Bibliography: Propaganda (page 59 of 66)

This bibliography is reformatted and customized for the Alternative Facts website. Some of the authors featured on this page include Albert E. Holliday, Joyce Flory, David H. Weaver, Walton H. Owens, John C. Smyth, Philip Zimbardo, EDWARD B. JENKINSON, Calder M. Pickett, Judith Hackman, and Harold Brodsky.

Gordon, George N. (1971). Persuasion: The Theory and Practice of Manipulative Communication. Drawing together both the history of persuasion as an historical facet of civilization and current practice, and speculation concerning its many manifestation in modern life, this book attempts to review persuasive communication–interpersonal, social, and mass-oriented–from the influences of society to the influences of the mass media. The first chapters make up a general introduction to the study of the intentional aspects of communication and the history of persuasion. Part two considers logical perspectives–those aspects of persuasion which are mainly historical and analytical in thrust, centering upon how and when persuasion occurs in society and how it is employed in major cultural institutions. The third part centers on psychological perspectives and is largely concerned with discrete processes that persuade people to modify dispositions and change actions. An attempt is made to explain why these modifications may or may not occur according to current psychological theory. Part four examines some contemporary beliefs, ideas, and myths concerning persuasion relevant to matters that are of social, political, and cultural concern to Western civilization. Part five discusses how "futurism" as persuasion may constrict free will and the ramifications for survival in our belief that we are not persuasible. Descriptors: Attitude Change, Communication (Thought Transfer), Cultural Influences, Futures (of Society)

Hackman, Judith; And Others (1972). Survey of the Mass Media: Curriculum Guide for Stow Senior High School 1971-1972. An outline guide for a survey of major mass media–newspapers, magazines, radio, television, movies, books, and advertising–is presented. The course intends to help students develop critical judgement of the media by improving viewing, reading, and listening skills. The objectives include: (1) presentation of the characteristics of each major medium, (2) demonstration of the factors shaping the offerings of each medium, (3) examination of the self-regulatory guides of each medium to determine if these are sufficient to insure quality and service, (4) identification of devices used by any or all of these media to measure or to mold public opinion, and (5) formation of criteria to judge what one receives through all media. The outline includes assignments, study projects, and bibliographies for each medium, a comprehensive bibliography for all of the media surveyed, and a list of additional suggested projects. Descriptors: Critical Reading, Cultural Awareness, Curriculum Guides, Journalism

Flory, Joyce (1976). Strategies for Teaching Advertising: A Summary. This paper offers techniques and strategies which high school and college teachers of speech communication can use for teaching units and/or courses in advertising. One such technique is role playing, which can involve the corporate chairperson, the executive coordinator, and chairpersons for magazine advertising, outdoor advertising, broadcast advertising, and direct mail. The paper also explores facets of advertising which instructors should cover, such as the application of principles of organization communication, technical aspects of advertising, evaluation of specific techniques, audiences, legal perspectives, the development of criteria for evaluation of advertising, and the formulation of recommendations for change. A bibliography of resources on the technical aspects of advertising is included. Descriptors: Advertising, Business Communication, Higher Education, Information Dissemination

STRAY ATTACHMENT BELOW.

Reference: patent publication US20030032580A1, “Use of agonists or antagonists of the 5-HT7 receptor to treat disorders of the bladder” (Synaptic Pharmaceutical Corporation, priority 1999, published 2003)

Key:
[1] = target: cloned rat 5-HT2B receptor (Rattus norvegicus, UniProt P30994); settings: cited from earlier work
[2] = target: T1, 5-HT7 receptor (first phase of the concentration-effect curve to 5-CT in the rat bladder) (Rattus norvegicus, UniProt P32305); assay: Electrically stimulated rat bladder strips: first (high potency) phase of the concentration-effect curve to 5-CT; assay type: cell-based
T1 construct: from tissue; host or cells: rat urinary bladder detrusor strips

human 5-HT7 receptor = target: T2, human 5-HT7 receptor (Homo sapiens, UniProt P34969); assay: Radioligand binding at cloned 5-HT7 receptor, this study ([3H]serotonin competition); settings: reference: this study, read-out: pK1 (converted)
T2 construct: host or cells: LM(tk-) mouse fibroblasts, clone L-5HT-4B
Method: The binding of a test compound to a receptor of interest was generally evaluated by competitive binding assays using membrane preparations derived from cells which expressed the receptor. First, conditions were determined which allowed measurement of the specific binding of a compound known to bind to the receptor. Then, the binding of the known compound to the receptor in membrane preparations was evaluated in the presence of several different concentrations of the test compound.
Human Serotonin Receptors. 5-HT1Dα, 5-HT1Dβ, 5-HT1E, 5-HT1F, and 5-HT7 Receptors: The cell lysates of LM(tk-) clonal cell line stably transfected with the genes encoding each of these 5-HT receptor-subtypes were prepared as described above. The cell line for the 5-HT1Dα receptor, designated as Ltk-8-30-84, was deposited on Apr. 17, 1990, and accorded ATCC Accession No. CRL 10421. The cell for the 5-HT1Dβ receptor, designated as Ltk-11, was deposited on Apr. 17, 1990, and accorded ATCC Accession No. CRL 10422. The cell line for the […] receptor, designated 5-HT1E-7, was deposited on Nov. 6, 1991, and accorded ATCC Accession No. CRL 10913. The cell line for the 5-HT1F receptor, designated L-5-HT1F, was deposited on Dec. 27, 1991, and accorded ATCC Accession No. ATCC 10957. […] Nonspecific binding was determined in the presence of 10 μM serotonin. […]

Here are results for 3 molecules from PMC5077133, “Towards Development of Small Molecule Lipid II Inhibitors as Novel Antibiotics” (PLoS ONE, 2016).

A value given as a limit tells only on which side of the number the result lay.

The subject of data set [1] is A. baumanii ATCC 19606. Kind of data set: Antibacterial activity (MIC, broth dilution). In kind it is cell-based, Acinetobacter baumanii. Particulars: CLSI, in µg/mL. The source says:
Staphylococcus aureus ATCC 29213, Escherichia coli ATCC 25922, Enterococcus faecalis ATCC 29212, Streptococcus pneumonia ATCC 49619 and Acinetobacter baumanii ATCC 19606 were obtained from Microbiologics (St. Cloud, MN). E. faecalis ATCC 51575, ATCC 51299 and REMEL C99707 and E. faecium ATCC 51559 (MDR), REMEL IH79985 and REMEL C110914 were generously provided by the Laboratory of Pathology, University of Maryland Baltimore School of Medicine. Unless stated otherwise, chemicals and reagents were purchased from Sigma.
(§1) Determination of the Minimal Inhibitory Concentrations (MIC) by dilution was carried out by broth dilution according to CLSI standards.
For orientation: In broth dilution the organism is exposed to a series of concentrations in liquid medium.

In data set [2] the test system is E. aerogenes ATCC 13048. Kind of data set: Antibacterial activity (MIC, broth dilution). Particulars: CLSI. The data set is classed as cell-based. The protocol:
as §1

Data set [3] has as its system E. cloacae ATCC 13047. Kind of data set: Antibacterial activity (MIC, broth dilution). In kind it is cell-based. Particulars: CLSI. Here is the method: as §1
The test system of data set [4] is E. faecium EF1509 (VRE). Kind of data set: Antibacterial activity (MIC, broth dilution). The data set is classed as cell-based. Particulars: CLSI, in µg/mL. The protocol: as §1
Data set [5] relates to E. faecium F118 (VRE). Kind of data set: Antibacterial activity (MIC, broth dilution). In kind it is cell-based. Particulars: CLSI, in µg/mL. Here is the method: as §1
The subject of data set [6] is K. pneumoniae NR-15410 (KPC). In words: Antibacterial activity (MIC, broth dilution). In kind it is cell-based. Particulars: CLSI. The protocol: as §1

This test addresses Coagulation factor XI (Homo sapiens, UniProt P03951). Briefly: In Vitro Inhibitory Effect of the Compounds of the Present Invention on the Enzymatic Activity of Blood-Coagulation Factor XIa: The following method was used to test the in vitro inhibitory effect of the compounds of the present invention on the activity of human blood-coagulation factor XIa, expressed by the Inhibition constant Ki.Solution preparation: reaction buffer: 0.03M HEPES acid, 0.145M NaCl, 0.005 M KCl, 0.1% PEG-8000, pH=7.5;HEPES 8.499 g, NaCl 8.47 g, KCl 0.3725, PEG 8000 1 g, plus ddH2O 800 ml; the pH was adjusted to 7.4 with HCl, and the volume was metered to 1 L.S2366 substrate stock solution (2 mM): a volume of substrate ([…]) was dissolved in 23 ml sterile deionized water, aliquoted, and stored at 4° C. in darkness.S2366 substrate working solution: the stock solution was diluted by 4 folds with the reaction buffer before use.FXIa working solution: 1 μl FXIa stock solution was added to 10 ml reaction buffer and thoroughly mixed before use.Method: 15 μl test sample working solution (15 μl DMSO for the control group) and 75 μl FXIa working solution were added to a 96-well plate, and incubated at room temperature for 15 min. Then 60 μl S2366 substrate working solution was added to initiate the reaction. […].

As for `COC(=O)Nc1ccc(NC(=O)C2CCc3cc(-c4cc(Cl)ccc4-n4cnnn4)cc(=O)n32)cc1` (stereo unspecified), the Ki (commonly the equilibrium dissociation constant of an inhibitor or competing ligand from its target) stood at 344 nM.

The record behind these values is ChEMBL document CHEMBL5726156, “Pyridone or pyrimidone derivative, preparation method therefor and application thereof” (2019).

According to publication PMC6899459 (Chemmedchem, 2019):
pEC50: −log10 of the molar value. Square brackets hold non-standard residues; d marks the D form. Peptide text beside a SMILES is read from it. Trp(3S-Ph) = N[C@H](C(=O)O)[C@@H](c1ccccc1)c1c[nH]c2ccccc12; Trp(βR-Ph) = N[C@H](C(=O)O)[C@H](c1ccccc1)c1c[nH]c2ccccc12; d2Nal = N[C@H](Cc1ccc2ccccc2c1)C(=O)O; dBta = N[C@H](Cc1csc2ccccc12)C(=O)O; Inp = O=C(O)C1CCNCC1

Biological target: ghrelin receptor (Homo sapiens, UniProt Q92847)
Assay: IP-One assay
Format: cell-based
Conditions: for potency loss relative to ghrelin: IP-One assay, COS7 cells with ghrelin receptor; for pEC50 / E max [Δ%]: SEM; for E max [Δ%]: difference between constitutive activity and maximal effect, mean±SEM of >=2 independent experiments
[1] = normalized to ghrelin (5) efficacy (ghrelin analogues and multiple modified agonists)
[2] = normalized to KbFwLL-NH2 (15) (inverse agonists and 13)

New York State Education Dept., Albany. Bureau of Secondary Curriculum Development. (1970). American Civilization in Historic Perspective, Part I. A Guide for Teaching Social Studies, Grade 11. This teaching guide offers illustrative and reference materials that are both narrative and graphic on the three topics of Mass Media, Conflicting Ideologies, and Social Control. The objective is to furnish primary materials on these topics not easily available to teachers. Emphasis is on organizing the selections as short cases or studies. Related understandings are grouped together to emphasize this approach. The inductive method encourages students to examine the presentations objectively, analyze and interpret them in terms of the medium, and consider the historic development of the issues. Section 1, Mass Media, presents a study of the Power of the Press: A Case Study of the Tweed Ring, and the Mass Media Today, including the Agnew address and related material on network censorship. In section 2, Conflicting Ideologies, variations in the role and attitude of the pacifist in different periods of U.S. history and conflicting views regarding the influence of Communism in American life are given. The purpose of section 3, Social Control, is to develop some understanding of the limitations which must be observed, even in time of crisis, when hysteria urges the forgetting of those values of individual rights and human dignity which are implicit in democracy. The Japanese-Americans in World War II are examined. Descriptors: Case Studies, Communism, Grade 11, Historiography